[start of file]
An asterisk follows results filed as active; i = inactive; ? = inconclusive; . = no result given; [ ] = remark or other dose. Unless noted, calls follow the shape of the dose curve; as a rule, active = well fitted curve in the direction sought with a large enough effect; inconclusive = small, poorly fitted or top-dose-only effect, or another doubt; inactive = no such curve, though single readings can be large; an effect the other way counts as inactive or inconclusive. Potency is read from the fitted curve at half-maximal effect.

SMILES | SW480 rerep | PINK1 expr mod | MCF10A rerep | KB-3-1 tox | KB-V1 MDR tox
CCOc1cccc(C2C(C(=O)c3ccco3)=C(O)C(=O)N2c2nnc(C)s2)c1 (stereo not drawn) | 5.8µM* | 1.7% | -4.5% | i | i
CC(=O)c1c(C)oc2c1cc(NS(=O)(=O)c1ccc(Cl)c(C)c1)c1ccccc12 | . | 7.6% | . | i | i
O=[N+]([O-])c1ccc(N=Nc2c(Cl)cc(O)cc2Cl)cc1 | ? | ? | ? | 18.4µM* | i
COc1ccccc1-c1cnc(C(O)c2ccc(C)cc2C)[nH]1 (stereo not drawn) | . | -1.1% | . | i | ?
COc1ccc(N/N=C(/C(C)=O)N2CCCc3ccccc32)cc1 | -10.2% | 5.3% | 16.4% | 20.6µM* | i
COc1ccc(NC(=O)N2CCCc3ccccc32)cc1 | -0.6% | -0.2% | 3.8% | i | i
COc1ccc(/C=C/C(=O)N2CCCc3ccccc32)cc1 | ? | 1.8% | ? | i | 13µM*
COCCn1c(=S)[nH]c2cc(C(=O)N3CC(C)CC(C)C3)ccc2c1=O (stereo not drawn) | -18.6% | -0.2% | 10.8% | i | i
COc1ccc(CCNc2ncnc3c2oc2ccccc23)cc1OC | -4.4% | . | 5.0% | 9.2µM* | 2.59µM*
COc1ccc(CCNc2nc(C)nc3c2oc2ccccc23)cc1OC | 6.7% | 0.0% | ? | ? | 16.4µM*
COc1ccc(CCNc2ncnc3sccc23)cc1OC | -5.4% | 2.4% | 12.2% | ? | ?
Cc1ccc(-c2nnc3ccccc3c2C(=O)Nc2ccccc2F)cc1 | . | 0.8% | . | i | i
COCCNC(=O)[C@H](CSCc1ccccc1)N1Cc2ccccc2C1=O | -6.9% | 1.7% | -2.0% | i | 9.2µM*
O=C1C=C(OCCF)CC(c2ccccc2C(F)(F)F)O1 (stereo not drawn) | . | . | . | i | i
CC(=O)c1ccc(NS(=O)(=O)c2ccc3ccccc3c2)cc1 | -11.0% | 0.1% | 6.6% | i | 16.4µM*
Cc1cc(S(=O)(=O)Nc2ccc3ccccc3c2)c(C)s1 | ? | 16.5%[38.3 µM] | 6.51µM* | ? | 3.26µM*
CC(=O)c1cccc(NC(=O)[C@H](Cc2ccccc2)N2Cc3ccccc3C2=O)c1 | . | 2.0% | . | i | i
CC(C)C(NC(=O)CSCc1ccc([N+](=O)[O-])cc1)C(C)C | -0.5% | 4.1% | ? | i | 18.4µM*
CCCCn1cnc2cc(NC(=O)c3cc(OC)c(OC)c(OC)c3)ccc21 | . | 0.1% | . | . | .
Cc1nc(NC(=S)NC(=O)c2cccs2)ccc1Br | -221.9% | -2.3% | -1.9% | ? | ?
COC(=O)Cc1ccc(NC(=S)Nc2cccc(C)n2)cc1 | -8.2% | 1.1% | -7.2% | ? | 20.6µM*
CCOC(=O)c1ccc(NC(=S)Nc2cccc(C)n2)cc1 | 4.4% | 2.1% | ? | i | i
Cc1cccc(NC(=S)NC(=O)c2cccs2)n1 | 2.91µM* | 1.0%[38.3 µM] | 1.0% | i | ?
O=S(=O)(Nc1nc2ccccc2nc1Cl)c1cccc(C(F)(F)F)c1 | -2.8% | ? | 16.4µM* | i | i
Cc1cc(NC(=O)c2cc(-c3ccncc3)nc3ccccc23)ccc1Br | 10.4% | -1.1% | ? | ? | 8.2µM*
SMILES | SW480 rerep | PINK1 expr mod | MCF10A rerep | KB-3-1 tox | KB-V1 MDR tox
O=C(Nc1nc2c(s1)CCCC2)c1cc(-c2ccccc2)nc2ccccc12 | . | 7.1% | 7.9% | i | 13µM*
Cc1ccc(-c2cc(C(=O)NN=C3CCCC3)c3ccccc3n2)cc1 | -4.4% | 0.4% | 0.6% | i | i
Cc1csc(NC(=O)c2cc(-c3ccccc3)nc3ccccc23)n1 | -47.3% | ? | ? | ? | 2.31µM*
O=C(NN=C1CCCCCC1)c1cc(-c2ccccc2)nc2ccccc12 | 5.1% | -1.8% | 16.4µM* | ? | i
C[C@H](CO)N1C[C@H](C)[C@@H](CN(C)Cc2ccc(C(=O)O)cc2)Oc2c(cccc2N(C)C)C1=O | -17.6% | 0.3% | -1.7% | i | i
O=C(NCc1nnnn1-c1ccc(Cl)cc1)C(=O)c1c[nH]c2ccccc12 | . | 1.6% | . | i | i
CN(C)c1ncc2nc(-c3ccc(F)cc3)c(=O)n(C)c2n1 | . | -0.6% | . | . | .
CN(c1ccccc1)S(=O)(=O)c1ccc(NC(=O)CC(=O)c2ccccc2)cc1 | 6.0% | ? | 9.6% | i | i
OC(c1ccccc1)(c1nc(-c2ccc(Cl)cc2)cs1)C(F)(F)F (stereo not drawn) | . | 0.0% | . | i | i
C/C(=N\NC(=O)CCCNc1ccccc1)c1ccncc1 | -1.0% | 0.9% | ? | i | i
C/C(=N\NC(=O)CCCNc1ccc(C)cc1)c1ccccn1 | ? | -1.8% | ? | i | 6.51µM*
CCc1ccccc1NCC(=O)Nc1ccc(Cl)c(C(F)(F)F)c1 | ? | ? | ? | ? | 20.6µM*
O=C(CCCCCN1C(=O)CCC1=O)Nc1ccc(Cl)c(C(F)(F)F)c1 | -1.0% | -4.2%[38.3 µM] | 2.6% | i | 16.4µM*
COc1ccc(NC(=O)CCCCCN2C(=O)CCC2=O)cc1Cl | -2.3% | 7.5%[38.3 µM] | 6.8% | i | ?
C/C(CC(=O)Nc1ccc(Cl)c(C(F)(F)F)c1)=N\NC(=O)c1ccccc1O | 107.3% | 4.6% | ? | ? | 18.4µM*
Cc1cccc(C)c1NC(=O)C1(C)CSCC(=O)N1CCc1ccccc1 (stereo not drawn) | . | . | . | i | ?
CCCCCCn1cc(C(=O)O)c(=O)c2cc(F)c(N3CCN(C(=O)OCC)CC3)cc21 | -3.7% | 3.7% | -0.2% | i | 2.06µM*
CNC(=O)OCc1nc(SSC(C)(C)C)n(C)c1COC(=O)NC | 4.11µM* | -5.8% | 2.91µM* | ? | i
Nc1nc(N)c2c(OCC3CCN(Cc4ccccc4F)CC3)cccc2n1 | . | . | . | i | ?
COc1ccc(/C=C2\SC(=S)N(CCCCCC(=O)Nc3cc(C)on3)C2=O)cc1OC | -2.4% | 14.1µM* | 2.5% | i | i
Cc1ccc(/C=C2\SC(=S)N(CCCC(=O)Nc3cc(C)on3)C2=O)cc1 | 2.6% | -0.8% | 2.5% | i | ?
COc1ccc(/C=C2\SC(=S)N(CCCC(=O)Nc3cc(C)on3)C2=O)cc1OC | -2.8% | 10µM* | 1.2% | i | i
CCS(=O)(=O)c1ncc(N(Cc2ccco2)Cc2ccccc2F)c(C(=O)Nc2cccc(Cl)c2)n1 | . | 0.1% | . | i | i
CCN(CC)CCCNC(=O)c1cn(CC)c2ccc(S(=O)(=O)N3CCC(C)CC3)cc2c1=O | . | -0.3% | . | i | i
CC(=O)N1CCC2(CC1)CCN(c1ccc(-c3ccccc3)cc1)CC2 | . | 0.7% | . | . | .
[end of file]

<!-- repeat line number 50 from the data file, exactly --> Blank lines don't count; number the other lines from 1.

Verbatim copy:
COc1ccc(/C=C2\SC(=S)N(CCCC(=O)Nc3cc(C)on3)C2=O)cc1OC | -2.8% | 10µM* | 1.2% | i | i